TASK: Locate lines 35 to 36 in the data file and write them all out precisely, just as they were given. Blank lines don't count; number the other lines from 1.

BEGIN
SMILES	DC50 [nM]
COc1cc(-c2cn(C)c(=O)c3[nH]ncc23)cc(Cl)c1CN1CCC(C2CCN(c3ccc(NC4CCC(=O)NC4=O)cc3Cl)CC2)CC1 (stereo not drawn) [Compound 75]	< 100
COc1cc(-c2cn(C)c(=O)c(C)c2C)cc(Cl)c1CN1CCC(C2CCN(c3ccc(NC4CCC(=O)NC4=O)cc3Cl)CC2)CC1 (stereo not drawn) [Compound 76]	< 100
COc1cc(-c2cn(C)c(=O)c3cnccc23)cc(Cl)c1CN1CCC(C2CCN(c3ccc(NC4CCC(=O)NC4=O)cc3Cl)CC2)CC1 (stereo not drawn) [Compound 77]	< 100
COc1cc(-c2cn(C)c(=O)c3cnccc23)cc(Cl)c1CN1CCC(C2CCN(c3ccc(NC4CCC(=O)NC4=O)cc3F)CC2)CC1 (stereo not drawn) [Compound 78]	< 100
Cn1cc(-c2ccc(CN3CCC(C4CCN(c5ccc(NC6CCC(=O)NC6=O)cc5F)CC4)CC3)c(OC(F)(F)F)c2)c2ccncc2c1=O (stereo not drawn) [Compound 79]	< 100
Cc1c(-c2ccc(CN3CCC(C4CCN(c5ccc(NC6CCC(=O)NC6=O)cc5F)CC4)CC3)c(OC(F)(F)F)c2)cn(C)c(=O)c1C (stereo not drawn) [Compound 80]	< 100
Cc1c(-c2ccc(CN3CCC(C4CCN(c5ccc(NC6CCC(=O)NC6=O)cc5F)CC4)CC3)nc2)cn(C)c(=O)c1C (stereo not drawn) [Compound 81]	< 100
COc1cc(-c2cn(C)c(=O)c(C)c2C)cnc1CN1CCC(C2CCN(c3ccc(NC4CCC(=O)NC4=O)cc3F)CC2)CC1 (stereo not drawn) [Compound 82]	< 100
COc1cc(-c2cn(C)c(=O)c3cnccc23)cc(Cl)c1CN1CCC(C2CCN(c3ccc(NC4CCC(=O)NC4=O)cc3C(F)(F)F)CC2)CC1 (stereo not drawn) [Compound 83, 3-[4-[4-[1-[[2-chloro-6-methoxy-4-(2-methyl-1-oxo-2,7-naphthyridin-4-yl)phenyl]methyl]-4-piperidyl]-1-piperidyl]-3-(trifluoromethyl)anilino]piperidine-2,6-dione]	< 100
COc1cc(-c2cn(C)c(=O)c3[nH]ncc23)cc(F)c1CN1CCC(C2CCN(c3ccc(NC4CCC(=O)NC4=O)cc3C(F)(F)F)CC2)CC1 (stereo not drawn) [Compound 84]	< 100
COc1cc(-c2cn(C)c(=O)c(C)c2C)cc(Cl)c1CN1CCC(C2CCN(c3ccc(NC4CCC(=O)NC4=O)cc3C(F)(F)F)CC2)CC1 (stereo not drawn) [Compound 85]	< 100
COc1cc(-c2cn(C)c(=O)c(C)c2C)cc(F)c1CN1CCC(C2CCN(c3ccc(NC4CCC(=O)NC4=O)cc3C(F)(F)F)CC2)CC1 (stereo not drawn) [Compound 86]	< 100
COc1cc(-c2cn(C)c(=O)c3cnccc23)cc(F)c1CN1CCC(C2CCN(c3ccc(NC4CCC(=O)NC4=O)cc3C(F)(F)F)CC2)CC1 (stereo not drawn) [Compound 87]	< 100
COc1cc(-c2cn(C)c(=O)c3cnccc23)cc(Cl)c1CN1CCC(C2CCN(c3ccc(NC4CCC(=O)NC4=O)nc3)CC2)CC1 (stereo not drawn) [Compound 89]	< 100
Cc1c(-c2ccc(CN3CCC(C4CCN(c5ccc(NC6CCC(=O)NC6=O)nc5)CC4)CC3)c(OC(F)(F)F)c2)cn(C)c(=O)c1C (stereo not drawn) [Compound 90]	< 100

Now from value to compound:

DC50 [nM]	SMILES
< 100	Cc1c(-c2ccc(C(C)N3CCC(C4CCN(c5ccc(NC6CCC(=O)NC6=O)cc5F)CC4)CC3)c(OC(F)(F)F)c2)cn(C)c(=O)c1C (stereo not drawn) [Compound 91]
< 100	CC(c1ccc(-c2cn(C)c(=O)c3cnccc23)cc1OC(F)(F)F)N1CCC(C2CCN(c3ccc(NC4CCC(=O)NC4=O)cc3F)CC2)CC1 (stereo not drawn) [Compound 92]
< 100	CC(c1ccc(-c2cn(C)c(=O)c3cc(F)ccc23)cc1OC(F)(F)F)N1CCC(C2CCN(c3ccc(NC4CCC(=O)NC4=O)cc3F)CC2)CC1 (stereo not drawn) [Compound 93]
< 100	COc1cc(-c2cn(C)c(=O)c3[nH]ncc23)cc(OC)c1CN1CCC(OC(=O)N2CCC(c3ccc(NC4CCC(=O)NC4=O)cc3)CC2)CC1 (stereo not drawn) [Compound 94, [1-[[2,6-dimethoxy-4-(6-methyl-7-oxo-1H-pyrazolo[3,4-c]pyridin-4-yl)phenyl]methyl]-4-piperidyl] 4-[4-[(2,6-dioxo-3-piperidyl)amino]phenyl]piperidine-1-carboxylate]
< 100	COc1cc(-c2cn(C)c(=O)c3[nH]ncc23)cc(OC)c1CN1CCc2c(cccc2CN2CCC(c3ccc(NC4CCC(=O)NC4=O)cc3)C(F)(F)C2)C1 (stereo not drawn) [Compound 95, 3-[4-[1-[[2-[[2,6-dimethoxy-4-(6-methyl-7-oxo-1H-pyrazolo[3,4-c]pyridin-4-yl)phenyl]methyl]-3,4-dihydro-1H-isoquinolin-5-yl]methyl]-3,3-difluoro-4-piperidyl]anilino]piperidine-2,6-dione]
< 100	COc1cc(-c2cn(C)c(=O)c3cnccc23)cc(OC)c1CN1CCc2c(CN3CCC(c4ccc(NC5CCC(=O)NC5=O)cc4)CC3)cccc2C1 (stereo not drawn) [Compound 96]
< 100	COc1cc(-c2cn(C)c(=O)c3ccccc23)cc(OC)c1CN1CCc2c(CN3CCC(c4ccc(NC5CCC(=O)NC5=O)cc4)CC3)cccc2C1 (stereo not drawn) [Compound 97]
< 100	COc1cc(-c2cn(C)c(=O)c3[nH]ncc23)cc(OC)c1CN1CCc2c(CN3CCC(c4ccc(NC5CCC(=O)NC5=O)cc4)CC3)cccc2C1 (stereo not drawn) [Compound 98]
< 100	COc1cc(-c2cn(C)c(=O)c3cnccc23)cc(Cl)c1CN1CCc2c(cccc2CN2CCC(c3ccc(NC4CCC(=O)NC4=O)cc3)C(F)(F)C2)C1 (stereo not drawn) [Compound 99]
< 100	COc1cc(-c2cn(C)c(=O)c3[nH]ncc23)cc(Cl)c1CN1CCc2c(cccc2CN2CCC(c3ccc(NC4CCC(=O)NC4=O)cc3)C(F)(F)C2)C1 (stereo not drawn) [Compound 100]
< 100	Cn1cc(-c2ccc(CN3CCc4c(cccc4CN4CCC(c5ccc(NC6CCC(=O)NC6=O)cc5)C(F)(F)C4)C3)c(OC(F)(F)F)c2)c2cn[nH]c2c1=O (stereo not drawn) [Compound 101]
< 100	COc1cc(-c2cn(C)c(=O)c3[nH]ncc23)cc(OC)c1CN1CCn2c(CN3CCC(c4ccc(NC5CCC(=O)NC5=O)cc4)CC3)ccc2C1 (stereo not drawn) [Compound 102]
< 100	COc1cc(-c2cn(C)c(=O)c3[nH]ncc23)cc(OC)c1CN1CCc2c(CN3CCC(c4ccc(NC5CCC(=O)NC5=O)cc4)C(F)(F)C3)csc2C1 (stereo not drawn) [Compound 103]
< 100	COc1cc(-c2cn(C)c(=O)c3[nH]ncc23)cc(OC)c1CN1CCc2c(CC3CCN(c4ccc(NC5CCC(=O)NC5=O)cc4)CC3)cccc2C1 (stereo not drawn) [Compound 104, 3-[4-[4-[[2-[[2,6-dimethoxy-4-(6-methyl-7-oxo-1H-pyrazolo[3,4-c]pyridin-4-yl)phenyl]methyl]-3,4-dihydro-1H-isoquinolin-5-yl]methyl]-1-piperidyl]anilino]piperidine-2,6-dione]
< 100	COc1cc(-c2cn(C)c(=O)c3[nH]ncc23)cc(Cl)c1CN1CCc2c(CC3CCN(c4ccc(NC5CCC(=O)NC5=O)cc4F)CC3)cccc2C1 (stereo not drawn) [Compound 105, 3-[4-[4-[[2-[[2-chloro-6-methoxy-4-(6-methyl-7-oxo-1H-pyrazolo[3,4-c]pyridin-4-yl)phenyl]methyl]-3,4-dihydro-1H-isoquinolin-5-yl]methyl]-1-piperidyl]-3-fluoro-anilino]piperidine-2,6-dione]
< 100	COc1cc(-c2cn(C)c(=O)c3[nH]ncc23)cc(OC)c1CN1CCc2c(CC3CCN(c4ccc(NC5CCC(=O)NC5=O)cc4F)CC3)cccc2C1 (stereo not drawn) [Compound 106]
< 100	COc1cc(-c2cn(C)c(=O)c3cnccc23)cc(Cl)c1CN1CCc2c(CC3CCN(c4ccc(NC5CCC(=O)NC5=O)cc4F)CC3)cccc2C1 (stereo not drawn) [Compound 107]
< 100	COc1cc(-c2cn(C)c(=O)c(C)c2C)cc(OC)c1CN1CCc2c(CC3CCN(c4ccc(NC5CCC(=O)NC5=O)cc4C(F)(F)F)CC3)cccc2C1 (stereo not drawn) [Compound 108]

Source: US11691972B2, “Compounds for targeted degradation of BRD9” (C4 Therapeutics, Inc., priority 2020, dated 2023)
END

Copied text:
< 100	COc1cc(-c2cn(C)c(=O)c3cnccc23)cc(Cl)c1CN1CCc2c(CC3CCN(c4ccc(NC5CCC(=O)NC5=O)cc4F)CC3)cccc2C1 (stereo not drawn) [Compound 107]
< 100	COc1cc(-c2cn(C)c(=O)c(C)c2C)cc(OC)c1CN1CCc2c(CC3CCN(c4ccc(NC5CCC(=O)NC5=O)cc4C(F)(F)F)CC3)cccc2C1 (stereo not drawn) [Compound 108]